Monthly Archives: July 2015

Gov. Inslee orders carbon regulation – Credit to youth lawsuit?

Lake Union blogger, Patrick Mazza, is a climate activist and as things continue to heat up around the world, we’re happy to share some of his writing, especially when it is good news:

Washington Governor Jay Inslee today ordered the state Department of Ecology to place a regulatory cap on carbon emissions.  While a successful youth lawsuit to spur such an action is not being given direct credit, it is hard not to see the connection.

“Carbon pollution and the climate change it causes pose a very real and existential threat to our state,” Inslee said. “Farmers in the Yakima Valley know this. Shellfish growers on the coast know this. Firefighters battling Eastern Washington blazes know this. And children suffering from asthma know this all too well and are right to question why Washington hasn’t acted to protect them.”

Inslee is claiming regulatory authority under the state Clean Air Act. The rulemaking is expected to take a year. The action will provide Inslee a potential opportunity go to the U.N. Paris climate summit in December with a climate initiative of global significance.

In August 2014 a group of eight youths petitioned the state Department of Ecology to start a rulemaking for carbon caps much as the governor ordered today. Ecology rejected the youth petition.  Represented by the Western Environmental Law Center, they took Ecology to court. On June 23 in a decision unprecedented in the United States, King County Superior Court Judge Hollis Hill ordered Ecology to reconsider the petition based on scientific testimony and their own statements.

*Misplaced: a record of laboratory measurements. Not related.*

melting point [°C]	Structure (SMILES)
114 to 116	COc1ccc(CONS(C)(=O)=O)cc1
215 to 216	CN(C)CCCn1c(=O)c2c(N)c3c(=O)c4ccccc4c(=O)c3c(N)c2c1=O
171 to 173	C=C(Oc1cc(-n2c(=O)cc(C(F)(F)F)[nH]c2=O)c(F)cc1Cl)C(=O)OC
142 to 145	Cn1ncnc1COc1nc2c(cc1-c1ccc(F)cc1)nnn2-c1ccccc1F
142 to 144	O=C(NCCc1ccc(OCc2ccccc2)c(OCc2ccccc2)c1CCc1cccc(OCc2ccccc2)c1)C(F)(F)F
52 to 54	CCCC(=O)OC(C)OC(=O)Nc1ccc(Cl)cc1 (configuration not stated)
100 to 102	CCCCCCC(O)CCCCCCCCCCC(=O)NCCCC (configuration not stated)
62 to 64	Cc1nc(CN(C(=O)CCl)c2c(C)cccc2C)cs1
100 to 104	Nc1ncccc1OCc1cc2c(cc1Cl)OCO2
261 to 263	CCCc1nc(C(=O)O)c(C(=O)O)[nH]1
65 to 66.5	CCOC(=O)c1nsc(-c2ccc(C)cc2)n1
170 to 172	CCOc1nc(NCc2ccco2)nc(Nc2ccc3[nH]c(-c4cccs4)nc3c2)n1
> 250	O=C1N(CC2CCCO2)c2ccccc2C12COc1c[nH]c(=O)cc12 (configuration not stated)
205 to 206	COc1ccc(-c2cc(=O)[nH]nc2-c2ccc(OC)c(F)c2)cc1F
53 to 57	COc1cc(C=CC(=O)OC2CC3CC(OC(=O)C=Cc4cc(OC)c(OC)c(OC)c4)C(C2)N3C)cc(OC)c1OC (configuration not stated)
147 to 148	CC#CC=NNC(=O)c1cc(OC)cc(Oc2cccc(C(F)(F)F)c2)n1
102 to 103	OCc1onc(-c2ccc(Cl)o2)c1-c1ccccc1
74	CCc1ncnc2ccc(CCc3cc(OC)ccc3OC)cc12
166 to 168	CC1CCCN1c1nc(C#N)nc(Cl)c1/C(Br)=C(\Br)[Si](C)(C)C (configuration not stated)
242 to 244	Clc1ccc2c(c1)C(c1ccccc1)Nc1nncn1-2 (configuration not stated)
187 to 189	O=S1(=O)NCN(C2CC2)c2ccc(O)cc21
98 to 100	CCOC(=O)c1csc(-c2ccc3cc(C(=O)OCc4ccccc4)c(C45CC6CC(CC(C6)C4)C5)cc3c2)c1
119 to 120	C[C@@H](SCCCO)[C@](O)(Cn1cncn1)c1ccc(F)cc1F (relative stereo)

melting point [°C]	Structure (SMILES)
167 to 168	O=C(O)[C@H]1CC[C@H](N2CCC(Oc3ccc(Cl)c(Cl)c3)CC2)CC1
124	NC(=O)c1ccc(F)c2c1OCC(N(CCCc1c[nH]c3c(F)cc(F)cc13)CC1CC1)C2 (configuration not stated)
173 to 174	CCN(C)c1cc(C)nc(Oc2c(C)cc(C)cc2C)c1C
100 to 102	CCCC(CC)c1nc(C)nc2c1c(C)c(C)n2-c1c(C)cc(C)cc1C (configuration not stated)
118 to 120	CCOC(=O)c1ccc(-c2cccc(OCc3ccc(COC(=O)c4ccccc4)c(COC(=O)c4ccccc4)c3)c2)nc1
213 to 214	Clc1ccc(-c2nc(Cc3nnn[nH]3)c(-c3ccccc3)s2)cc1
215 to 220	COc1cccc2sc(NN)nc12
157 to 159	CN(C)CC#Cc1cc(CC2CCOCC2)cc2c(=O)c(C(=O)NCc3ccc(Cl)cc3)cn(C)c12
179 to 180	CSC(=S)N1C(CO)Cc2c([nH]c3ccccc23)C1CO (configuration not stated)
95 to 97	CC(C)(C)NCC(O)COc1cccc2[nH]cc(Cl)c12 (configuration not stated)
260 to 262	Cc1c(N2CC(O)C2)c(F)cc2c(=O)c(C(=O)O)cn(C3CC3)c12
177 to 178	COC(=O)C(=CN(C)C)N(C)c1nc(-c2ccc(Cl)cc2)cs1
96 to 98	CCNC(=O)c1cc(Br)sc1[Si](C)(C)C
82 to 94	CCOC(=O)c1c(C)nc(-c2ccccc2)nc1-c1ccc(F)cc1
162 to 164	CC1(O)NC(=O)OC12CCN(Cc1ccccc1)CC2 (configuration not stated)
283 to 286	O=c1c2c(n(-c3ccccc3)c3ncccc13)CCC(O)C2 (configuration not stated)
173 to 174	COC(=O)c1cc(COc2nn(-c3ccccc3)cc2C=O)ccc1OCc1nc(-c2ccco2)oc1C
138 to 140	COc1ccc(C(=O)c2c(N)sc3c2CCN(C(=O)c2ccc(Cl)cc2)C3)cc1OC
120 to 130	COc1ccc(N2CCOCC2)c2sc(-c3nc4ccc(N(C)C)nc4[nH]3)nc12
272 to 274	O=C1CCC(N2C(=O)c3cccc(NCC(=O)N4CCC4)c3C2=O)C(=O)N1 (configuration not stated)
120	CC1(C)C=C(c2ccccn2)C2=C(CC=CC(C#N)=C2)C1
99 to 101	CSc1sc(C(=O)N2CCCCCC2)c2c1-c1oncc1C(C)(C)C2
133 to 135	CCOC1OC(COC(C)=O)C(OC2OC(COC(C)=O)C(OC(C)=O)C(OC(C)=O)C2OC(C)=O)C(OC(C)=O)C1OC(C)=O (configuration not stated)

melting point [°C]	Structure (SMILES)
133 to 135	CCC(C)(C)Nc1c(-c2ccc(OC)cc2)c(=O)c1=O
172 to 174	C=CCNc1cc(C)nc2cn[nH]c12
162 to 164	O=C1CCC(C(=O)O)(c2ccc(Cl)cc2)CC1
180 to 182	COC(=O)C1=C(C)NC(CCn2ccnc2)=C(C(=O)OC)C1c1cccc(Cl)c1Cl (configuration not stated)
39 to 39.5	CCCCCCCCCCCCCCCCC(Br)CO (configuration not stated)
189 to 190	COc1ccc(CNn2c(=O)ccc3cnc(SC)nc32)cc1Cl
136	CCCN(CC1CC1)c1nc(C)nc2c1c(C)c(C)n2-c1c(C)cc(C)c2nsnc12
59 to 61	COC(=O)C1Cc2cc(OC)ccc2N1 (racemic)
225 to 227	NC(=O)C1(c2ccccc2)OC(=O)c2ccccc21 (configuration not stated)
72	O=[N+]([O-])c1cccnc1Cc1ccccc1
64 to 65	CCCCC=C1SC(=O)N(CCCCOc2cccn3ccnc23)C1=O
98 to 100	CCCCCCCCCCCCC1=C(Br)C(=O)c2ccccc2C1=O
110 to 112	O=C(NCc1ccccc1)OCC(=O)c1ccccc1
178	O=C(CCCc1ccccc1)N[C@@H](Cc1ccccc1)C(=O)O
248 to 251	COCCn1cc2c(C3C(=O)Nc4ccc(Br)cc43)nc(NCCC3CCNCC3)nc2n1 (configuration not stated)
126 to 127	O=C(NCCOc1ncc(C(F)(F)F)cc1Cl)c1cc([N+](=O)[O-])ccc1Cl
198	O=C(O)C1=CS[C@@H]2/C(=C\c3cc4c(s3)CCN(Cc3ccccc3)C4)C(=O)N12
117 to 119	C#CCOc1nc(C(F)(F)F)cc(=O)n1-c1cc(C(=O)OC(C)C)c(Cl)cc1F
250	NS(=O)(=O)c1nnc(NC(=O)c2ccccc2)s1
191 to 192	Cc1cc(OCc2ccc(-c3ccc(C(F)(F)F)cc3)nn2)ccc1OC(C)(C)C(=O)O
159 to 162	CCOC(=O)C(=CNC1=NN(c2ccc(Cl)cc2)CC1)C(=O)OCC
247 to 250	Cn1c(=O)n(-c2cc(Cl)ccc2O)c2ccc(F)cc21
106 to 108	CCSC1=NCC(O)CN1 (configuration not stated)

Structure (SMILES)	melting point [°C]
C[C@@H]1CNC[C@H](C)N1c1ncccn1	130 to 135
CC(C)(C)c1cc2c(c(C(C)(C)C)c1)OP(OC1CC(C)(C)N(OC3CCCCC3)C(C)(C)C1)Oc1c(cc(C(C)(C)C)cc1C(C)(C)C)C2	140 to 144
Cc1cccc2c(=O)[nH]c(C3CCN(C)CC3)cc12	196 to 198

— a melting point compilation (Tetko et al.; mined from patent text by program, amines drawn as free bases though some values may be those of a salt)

Of critical importance, the youth petition affirmed that existing laws provide Ecology with all the authority it needs to regulate carbon emissions. The governor today took the same position.

But the governor’s press spokeperson, David Postman said, “As far as I know, this effort is not related to the lawsuit against Ecology.”

Nonetheless it hard to believe that these developments are not connected.  Ecology is under the gun from Hill’s court order.  Andrea Rodgers, lead attorney in their case, has a similar view. “The only ones who asked the governor to do this are those kids. They deserve the credit.”

The eight are Zoe and Stella Foster, Ajia and Adonis Piper, Wren Wagenbach, Lara Fain, Garbriel Mandell and Jenny Zhu.

The youth petition asked the for carbon emissions reductions of four percent a year beginning immediately. This is based on science developed by world-renowned climate scientist James Hansen, who this past week released a new study indicating sea level could rise 10 feet in 50 years if deep emissions reductions do not begin immediately.

What is not clear from the governor’s announcement is how far his order will go to implement science-based goals. The announcement says, “The regulatory cap on carbon emissions would force a significant reduction in air pollution and will be the centerpiece of Inslee’s strategy to make sure the state meets its statutory emission limits set by the Legislature in 2008.” State carbon emission limits are substantially higher than the level required by science.